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126/10/2012Environmental Correction Factor26/10/2012Environmental Correction Factor1 Environmental correction factor K 2

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226/10/2012Environmental Correction Factor2 SPL vs distance from sound source Environmental correction factor K 2 K 2, also named DLf, Is the difference between the total SPL value and the free- field SPL value 26/10/2012Environmental Correction Factor

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326/10/2012Environmental Correction Factor3 We can compute K2 making the differnce between the formulas of the semireverberant sound field and of the free field: This formula provides the theoretical K 2 value Environmental correction factor K 2 Enveloping surfaces area = 2 d 2 Q=2 (source in a reflecting plane) 26/10/2012Environmental Correction Factor

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426/10/2012Environmental Correction Factor4 Experimental results

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526/10/2012Environmental Correction Factor5 These buildings are wide, but not tall Typical packaging workshops

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626/10/2012Environmental Correction Factor6 These buildings are wide, but not tall Typical packaging workshops

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726/10/2012Environmental Correction Factor7 An omnidirectional sound source (dodechaedron, Q=1) is employed Measurement of sound level vs distance S.L.M. Dodechaedron

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826/10/2012Environmental Correction Factor8 The experimental chart obtained looks as this one: Measurement of sound level vs distance

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926/10/2012Environmental Correction Factor9 Comparison with the theoretical curve Measurement of sound level vs distance Here the experimental SPL is significantly larger than the theoretical one Here instead it is smaller

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1026/10/2012Environmental Correction Factor10 The same happens in other similar buildings… Measurement of sound level vs distance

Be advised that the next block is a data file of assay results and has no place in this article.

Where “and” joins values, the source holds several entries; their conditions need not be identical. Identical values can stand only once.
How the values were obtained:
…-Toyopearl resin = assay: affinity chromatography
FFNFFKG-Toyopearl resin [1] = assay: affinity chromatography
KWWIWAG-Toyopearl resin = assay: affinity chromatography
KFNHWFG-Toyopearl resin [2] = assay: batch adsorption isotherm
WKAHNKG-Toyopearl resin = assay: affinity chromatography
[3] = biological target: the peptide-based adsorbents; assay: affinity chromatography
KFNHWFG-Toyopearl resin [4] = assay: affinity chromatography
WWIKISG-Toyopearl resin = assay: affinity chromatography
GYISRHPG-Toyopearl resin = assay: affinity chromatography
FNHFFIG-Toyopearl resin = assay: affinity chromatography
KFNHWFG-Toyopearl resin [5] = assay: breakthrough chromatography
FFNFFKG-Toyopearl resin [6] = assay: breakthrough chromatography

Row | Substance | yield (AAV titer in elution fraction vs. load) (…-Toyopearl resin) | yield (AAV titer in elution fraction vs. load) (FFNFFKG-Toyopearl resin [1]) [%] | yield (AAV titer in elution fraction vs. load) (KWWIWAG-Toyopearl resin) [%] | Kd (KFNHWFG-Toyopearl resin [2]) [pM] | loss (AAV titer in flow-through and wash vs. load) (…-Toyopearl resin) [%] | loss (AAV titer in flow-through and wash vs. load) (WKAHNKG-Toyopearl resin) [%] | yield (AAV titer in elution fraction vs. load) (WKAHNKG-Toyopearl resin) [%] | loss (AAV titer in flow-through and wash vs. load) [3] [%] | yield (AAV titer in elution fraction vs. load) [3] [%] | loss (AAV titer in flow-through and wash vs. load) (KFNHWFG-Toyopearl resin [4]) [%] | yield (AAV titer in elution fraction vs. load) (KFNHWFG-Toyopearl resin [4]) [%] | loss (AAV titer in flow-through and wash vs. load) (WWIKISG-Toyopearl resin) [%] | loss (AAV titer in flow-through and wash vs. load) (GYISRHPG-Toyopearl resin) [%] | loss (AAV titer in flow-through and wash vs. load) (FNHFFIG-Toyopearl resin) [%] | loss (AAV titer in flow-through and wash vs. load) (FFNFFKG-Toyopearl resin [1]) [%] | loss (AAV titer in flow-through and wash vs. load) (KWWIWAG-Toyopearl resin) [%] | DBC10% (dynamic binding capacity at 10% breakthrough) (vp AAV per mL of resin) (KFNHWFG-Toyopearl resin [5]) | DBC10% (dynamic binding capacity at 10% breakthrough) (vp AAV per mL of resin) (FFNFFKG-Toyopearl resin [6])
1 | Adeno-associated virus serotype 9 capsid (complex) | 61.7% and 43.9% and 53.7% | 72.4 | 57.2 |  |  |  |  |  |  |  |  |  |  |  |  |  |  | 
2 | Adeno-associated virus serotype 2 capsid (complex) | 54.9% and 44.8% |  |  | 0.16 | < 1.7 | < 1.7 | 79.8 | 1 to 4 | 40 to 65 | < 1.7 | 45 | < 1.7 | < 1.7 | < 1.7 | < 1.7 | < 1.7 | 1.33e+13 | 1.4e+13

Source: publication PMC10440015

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1126/10/2012Environmental Correction Factor11 K 2 value vs distance

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1226/10/2012Environmental Correction Factor12 K 2 at teh workplace (surface S)

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1326/10/2012Environmental Correction Factor13 Results of the experiments In many industrial buildings large and short the envioronmental effect measured at the workplace is much larger than what theory predicts Often the owner of the factory acts against the supplier of machinery, in the wrong assumption that they are too noisy, whilst the cause of the high SPL value is mostly due to the building, and not to the machines This can be ascertainled only performing a direct measurmenet of the enviornmental correction factor K2 at the workplace Whenever K2 is very large, it can be expected that the SPL will reduce significantly thanks to an enviromental treatment based on sound absorption

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1426/10/2012Environmental Correction Factor14 K 2 estimation based on a new empirical formula

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1526/10/2012Environmental Correction Factor15 The Farina/Fornari Formula The formula was obtained by fitting the experimetal results measured in dozens of industrial workshops: In which T is the reverberation time, H is the room height and the terms within brackets at denominator represents an apparent volume of the large, short building

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1626/10/2012Environmental Correction Factor16 Verification of the new formula

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1726/10/2012Environmental Correction Factor17 Evaluation of effectiveness of room treatment The Farina/formari formula allows for easy assessment of the effectiveness of a room treatment For example, lets consider a building with these data: We now compute the value of K2 twice, before and after the room treatment, employing the Farina/Fornari formula.

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1826/10/2012Environmental Correction Factor04/11/2010Il Fattore di Correzione Ambientale18 Evaluation of effectiveness of room treatment The Farina/Fornari formula shows a relevant sound reduction due to room absorption treatment: at 10m we get a reduction of 5.5 dB(A) instead of 1.7 dB(A) as forecasted by the Sabines formula

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1926/10/2012Environmental Correction Factor19 Conclusions Employing the traditional formula for the environmental correction factor causes significant errors in large and short buildings, as most factories are. Nowadays the new EN 415-9:2009 standard allows for correct experimental extimation of the true value of the environmental correction factor The direct measurement of K 2 is easy and straightforward Alternatively, K 2. can be estimated quite accurately thanks to the Farina/Fornari formula In these buildings, often an absorption treatment produces much better results than what predicted by the traditional formulation

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